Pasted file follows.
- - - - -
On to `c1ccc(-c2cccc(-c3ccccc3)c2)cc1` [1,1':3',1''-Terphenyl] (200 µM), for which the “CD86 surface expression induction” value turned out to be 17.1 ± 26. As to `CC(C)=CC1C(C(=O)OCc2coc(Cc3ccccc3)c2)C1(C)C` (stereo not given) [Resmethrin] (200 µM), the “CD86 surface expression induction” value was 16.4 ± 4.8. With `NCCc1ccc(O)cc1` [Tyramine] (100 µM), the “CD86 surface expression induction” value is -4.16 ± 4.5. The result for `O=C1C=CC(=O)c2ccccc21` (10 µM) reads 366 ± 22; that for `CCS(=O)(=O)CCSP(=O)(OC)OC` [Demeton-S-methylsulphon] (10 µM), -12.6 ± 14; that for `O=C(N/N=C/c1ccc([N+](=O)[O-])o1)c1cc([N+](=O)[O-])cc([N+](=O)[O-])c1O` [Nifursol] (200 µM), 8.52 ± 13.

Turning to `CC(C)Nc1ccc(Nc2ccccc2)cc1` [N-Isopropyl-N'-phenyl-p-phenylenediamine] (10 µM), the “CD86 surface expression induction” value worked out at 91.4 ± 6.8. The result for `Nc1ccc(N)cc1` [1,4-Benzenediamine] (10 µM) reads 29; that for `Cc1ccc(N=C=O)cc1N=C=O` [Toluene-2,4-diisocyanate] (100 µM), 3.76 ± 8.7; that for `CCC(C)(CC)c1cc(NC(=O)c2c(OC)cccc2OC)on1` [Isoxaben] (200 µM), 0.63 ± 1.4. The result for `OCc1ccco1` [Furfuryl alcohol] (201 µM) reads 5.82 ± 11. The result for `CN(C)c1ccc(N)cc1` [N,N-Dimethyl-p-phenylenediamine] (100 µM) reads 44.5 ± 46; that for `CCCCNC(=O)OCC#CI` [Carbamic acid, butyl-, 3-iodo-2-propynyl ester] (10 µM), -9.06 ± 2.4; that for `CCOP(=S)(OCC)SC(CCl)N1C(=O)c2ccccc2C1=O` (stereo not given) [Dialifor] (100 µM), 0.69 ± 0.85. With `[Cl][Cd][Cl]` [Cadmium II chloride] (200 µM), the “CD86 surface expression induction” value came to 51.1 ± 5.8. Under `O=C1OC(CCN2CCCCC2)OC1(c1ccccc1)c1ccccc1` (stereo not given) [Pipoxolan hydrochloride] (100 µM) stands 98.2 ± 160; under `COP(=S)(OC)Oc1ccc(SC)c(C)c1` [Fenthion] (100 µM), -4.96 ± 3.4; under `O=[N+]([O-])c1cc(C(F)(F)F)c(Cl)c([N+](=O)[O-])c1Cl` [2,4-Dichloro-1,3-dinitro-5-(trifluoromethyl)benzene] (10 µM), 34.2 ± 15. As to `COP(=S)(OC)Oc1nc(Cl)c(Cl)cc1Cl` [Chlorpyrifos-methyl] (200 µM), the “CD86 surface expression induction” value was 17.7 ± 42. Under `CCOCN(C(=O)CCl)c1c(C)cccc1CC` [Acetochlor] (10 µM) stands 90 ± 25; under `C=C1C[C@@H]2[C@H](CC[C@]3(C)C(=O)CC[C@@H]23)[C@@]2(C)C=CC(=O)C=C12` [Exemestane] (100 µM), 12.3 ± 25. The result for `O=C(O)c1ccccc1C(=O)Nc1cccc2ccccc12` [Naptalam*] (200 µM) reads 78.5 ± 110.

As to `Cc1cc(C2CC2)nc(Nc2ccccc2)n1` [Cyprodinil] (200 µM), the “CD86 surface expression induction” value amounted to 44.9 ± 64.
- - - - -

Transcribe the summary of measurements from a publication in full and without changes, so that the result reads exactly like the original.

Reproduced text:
On to `c1ccc(-c2cccc(-c3ccccc3)c2)cc1` [1,1':3',1''-Terphenyl] (200 µM), for which the “CD86 surface expression induction” value turned out to be 17.1 ± 26. As to `CC(C)=CC1C(C(=O)OCc2coc(Cc3ccccc3)c2)C1(C)C` (stereo not given) [Resmethrin] (200 µM), the “CD86 surface expression induction” value was 16.4 ± 4.8. With `NCCc1ccc(O)cc1` [Tyramine] (100 µM), the “CD86 surface expression induction” value is -4.16 ± 4.5. The result for `O=C1C=CC(=O)c2ccccc21` (10 µM) reads 366 ± 22; that for `CCS(=O)(=O)CCSP(=O)(OC)OC` [Demeton-S-methylsulphon] (10 µM), -12.6 ± 14; that for `O=C(N/N=C/c1ccc([N+](=O)[O-])o1)c1cc([N+](=O)[O-])cc([N+](=O)[O-])c1O` [Nifursol] (200 µM), 8.52 ± 13.

Turning to `CC(C)Nc1ccc(Nc2ccccc2)cc1` [N-Isopropyl-N'-phenyl-p-phenylenediamine] (10 µM), the “CD86 surface expression induction” value worked out at 91.4 ± 6.8. The result for `Nc1ccc(N)cc1` [1,4-Benzenediamine] (10 µM) reads 29; that for `Cc1ccc(N=C=O)cc1N=C=O` [Toluene-2,4-diisocyanate] (100 µM), 3.76 ± 8.7; that for `CCC(C)(CC)c1cc(NC(=O)c2c(OC)cccc2OC)on1` [Isoxaben] (200 µM), 0.63 ± 1.4. The result for `OCc1ccco1` [Furfuryl alcohol] (201 µM) reads 5.82 ± 11. The result for `CN(C)c1ccc(N)cc1` [N,N-Dimethyl-p-phenylenediamine] (100 µM) reads 44.5 ± 46; that for `CCCCNC(=O)OCC#CI` [Carbamic acid, butyl-, 3-iodo-2-propynyl ester] (10 µM), -9.06 ± 2.4; that for `CCOP(=S)(OCC)SC(CCl)N1C(=O)c2ccccc2C1=O` (stereo not given) [Dialifor] (100 µM), 0.69 ± 0.85. With `[Cl][Cd][Cl]` [Cadmium II chloride] (200 µM), the “CD86 surface expression induction” value came to 51.1 ± 5.8. Under `O=C1OC(CCN2CCCCC2)OC1(c1ccccc1)c1ccccc1` (stereo not given) [Pipoxolan hydrochloride] (100 µM) stands 98.2 ± 160; under `COP(=S)(OC)Oc1ccc(SC)c(C)c1` [Fenthion] (100 µM), -4.96 ± 3.4; under `O=[N+]([O-])c1cc(C(F)(F)F)c(Cl)c([N+](=O)[O-])c1Cl` [2,4-Dichloro-1,3-dinitro-5-(trifluoromethyl)benzene] (10 µM), 34.2 ± 15. As to `COP(=S)(OC)Oc1nc(Cl)c(Cl)cc1Cl` [Chlorpyrifos-methyl] (200 µM), the “CD86 surface expression induction” value was 17.7 ± 42. Under `CCOCN(C(=O)CCl)c1c(C)cccc1CC` [Acetochlor] (10 µM) stands 90 ± 25; under `C=C1C[C@@H]2[C@H](CC[C@]3(C)C(=O)CC[C@@H]23)[C@@]2(C)C=CC(=O)C=C12` [Exemestane] (100 µM), 12.3 ± 25. The result for `O=C(O)c1ccccc1C(=O)Nc1cccc2ccccc12` [Naptalam*] (200 µM) reads 78.5 ± 110.

As to `Cc1cc(C2CC2)nc(Nc2ccccc2)n1` [Cyprodinil] (200 µM), the “CD86 surface expression induction” value amounted to 44.9 ± 64.